Hysteresis in the balance is caused by excessive stretching of the springs, and it is primarily due to overloading or to the accidental dropping of an object onto the pan. Microbalances are very sensitive to overload and shock. When using a microbalance, set the lever to the rest position when adding or removing material; turn the lever to the weigh position to register the weight. In some cases, drift due to hysteresis can be eliminated by allowing the balance to stand without weighing long enough for it to recover. If stretching of the springs is excessive, an expensive balance overhaul may be needed. In the case of electronic force restoration balances, springs are replaced by flextures, and the term creep is more appropriate than hysteresis.
QUALITY ASSURANCE PROCEDURE FOR MEASUREMENT OF BALANCE DRIFT
Over an extended period of time, balance drift and other day-to-day variations are monitored by weighing a fixed check-weight on a regular basis; this check should be performed after the balance has been calibrated at the ambient laboratory temperature. The check should be made before the first weighing of the day or after any event that might disturb the balance's calibration (power failure, moving the balance to a new location, etc.). The check-weight may be any object whose mass remains constant and does not exceed the load limit of the balance. A balance weight makes a reliable check-weight. Each balance should be provided with a check-weight, which should be stored in a protective container near the balance.
Perform the following procedures to reduce balance errors and the possibility of an incorrect reading because of drift:
Make certain that the electrical power to the balance is on and that the level bubble is in the center of the indicator.
Calibrate the analytical balance or the microbalance. [NOTESome balances have a calibration lever, which must be returned fully to its original weighing position. Do not depend upon any prior calibration.]
The first person to use the balance each day should weigh the check-weight and record the weight in the log book for comparison with previous readings. If a deviation greater than those indicated below for Analytical Balances and Microbalances is observed, the balance should be reported for service. [NOTECheck-weights tend to gain weight upon standing because of mishandling and exposure to contaminants in the atmosphere. These weights can be cleaned by wiping with a lint-free cloth moistened with a small amount of an appropriate solvent such as diethyl ether.]
Select a check-weight of an appropriate mass to examine an analytical balance. If possible, set the balance to read to 5 decimal places. Follow the manufacturer's operating instructions. Pick up the check-weight with a forceps, place it carefully on the balance pan, and weigh it. [NOTE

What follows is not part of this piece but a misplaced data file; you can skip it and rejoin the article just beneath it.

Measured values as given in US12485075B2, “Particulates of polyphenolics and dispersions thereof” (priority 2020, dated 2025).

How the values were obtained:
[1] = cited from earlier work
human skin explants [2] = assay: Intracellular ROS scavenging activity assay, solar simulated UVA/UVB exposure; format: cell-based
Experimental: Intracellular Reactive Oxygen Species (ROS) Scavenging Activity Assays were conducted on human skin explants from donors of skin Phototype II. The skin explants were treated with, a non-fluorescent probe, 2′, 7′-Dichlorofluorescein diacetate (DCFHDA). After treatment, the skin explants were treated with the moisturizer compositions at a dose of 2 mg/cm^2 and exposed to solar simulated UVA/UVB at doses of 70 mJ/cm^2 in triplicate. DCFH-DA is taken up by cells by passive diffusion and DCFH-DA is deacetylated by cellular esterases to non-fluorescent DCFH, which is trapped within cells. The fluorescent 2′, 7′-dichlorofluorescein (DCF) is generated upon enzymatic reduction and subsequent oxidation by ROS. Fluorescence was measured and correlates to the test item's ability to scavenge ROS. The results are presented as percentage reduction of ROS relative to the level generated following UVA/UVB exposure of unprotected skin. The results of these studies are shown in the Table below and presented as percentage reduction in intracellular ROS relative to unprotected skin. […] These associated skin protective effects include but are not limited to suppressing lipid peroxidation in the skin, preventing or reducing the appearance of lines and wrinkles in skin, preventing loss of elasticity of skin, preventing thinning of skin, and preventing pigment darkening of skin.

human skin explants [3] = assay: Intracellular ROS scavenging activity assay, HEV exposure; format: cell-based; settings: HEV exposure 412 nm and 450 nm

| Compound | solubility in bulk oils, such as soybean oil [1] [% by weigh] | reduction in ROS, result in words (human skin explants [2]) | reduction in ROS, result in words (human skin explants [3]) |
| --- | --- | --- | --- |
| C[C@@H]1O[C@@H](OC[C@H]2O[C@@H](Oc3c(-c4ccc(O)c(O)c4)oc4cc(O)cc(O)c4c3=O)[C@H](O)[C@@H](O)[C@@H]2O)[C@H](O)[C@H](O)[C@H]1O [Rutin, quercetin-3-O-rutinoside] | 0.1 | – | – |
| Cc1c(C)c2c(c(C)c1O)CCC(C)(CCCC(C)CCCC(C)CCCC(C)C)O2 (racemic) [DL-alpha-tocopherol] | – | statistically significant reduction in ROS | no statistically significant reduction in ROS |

Do not drop the weight on the balance pan, because damage to the balance could result.]
Place the weight in the center of the pan to eliminate corner-weighing differences. The accuracy of the weight is not important: the only factor of interest is whether any drift has occurred. If no drift has taken place, the value should remain constant. Periodic weighing of a fixed weight will determine whether the boards (or knife edges in mechanical balances) in the instrument are defective. The check for drift at the most sensitive position will show whether a problem exists; the variation in the observed weight does not exceed ±0.2 mg. For example, with a 20-g weight, if the mean value of the readings were 19.9984, the tolerance would be from 19.9982 to 19.9986 g. Thus, several readings must be taken before one can establish a tolerance. [NOTE
The check-weight need not be of high accuracy, but it is essential that its mass remain constant. In addition, the tolerance does not correspond to the value of 0.1%, specified under Weights and Balances 41
, for weighing material accurately. Rather, the tolerance is purposefully tight to reveal possible drift or calibration errors; this tolerance is readily achievable with modern electronic balances.]
Proceed as directed for Analytical Balances, but use a check-weight appropriate for the particular balance. For example, a 100-mg check-weight might be selected for a balance that has a load limit of 150 mg; or a 10-mg check-weight might be used for an ultramicrobalance with a load limit of 15 mg. (The operator must know the maximum capacity of the balance to select the correct check-weight.) The balance indicates the weight in milligrams. Record the weight as soon as the reading is stable for a few seconds. The variation in weighings ought to be within a range commensurate with the specifications given by the balance manufacturer, but not greater than 0.1% of the amount of material typically weighed on the particular balance. For example, if 10-mg samples are routinely weighed, the variation in the weighings of the check-weight cannot exceed 0.01 mg.